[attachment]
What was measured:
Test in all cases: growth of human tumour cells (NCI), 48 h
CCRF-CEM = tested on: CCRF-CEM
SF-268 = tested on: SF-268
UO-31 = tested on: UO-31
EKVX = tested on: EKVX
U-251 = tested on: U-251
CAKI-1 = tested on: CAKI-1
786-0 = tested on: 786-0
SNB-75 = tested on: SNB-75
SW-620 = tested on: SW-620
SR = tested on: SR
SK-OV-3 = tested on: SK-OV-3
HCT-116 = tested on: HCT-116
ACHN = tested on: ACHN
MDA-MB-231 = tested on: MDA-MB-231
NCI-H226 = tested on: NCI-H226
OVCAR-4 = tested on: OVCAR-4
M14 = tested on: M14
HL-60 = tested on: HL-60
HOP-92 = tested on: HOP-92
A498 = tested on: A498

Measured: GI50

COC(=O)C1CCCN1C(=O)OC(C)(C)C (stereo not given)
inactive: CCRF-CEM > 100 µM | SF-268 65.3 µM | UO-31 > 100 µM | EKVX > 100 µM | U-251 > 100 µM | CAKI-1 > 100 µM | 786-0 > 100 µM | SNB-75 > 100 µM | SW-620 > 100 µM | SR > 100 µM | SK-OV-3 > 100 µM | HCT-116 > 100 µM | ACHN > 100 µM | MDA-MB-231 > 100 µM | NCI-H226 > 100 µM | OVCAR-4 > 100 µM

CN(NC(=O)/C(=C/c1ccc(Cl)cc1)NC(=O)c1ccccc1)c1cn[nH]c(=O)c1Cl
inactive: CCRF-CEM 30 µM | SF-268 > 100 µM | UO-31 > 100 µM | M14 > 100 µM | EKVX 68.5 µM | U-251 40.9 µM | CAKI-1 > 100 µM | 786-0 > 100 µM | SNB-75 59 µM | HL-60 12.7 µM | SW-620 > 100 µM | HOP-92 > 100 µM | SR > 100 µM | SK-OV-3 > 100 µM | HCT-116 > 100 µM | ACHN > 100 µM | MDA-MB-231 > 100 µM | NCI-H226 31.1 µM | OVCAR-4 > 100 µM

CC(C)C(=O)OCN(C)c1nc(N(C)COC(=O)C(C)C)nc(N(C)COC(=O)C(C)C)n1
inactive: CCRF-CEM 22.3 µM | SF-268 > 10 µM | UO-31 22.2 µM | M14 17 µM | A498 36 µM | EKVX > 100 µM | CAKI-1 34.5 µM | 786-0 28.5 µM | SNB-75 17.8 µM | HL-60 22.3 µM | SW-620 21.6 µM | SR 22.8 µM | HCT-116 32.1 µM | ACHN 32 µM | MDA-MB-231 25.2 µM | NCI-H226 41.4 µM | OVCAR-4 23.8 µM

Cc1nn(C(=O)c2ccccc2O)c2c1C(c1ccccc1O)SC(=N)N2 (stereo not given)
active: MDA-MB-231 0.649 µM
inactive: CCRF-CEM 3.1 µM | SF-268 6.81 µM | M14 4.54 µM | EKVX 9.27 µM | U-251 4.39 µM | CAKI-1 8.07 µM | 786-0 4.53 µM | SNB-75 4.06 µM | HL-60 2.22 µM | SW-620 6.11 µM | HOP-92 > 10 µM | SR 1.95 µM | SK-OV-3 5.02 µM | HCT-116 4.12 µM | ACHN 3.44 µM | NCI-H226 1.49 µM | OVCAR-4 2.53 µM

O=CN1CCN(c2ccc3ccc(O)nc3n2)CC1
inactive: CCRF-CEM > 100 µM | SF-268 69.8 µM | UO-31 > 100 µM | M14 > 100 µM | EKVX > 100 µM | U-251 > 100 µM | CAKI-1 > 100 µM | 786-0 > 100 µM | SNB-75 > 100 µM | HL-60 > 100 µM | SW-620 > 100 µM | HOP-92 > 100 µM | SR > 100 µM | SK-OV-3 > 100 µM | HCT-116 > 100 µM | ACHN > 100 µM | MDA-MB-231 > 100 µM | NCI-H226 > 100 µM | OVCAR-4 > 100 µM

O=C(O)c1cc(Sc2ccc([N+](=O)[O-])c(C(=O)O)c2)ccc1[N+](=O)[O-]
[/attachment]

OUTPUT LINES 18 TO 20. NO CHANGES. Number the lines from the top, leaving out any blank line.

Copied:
OVCAR-4 = tested on: OVCAR-4
M14 = tested on: M14
HL-60 = tested on: HL-60